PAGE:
As teens grow into their high school years, bullying changes in a few key ways. On the positive side, most research shows the prevalence of bullying dips ever so slightly, likely because teens begin to mature and become a little more secure in their identity. This decrease isn’t dramatic – we’re talking about perhaps a few percentage points, but every little bit helps.
On the more depressing side, the same studies tend to show that the bullying which does occur becomes more severe and sophisticated in high school. So slightly fewer kids are bullied overall, but those who are targeted tend to really get it. And they face more sophisticated bullies with plenty of practice in the art of torment.
As bullying matures
As children mature, so too does bullying. As a whole it becomes less focused on superficial differences such as weight or looks. These issues are certainly still used by bullies to attack kids they don’t like, but there is less targeting of kids solely because of these skin-deep differences. Physical bullying also subsides and is replaced by an increase in relational, verbal, and emotional forms of bullying. That bullying which does occur tends to get more sophisticated, often taking the form of systematic and coordinated attacks.
Although children are maturing, they still remain largely insecure…some much more so than others. So there are still many opportunities for this insecurity to translate into social aggression and bullying. We also shouldn’t forget that even in adult society, there are large swaths of the population who maintain racist or bigoted views towards particular groups or types of people. So if this doesn’t go away even in adult life, it certainly never vanishes completely in high school.
Sexual bullying in high school
Certain hot button and socially sanctioned topics, such as tormenting the gay kids, may go on just as robustly as ever, because of social values that teach our kids it’s good and noble to attack someone over a deviation in sexuality. Prejudice against Muslims or children of Hispanic descent (“illegals”) may also thrive, since these are issues where the bigotry is sanctioned by many in society.
High school bullying as a result of conflict
Although the indiscriminate bullying may start to subside, there are still plenty of ways for feuds to start which will lead to bullying. Dating becomes more common, which opens the door for relational aggression when…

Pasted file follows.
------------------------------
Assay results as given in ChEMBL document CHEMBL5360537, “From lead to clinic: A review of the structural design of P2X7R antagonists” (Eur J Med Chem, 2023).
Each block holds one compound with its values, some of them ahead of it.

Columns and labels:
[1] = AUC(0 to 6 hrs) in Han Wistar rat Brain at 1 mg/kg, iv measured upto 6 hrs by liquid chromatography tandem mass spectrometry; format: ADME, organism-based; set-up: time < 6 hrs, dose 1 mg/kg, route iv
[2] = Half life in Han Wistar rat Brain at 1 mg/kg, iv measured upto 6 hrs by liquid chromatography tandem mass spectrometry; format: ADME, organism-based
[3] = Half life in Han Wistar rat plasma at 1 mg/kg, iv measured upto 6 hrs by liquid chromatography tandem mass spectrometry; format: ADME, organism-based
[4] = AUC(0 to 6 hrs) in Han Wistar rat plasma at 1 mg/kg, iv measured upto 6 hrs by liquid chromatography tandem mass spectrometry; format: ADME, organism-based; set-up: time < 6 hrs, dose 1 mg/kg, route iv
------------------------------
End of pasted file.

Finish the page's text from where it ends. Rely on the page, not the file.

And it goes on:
- Girl dates boy making other girls jealous;]
- Boy dumps girl who is friends or siblings with boy B, who then bullies the boy who dumped the girl;
- Girl or boy is interested in weeding out their competition by means of bullying;
- Or any one of numerous other social dynamics form as a result of competition among the sexes and the new relationships being formed and then broken as an inherent part of courting.
Institutionalized bullying in high school
Many high schools have a culture that promotes bullying as a privilege of seniority; a power the older kids have earned to use against the younger ones. After an anti-bullying program was put into place at one high school, many high-school seniors were irked about how it “had upset the school’s social hierarchy” and undermined their power over the younger students. “Senior year is supposed to be your time,” said one student. “Now we’re on the same level as everyone else.” (Garbarino & deLara, 2002, p. 73) It’s revealing that these teens interpreted a moratorium on bullying as a loss of social status or a revoked privilege. It shows just how much bullying has become a basic part of the school psyche.
Group bullying in high school
High school bullying often becomes normalized within different social groups within the school. It can become a form of group-on-group aggression – a type of psychological warfare where bullying occurs according to group allegiances. In other cases, it’s something looked upon as a privilege of popularity. The “royalty” of the school – groups of jocks and popular kids – consider it their right and duty to harass all those lower on the social hierarchy.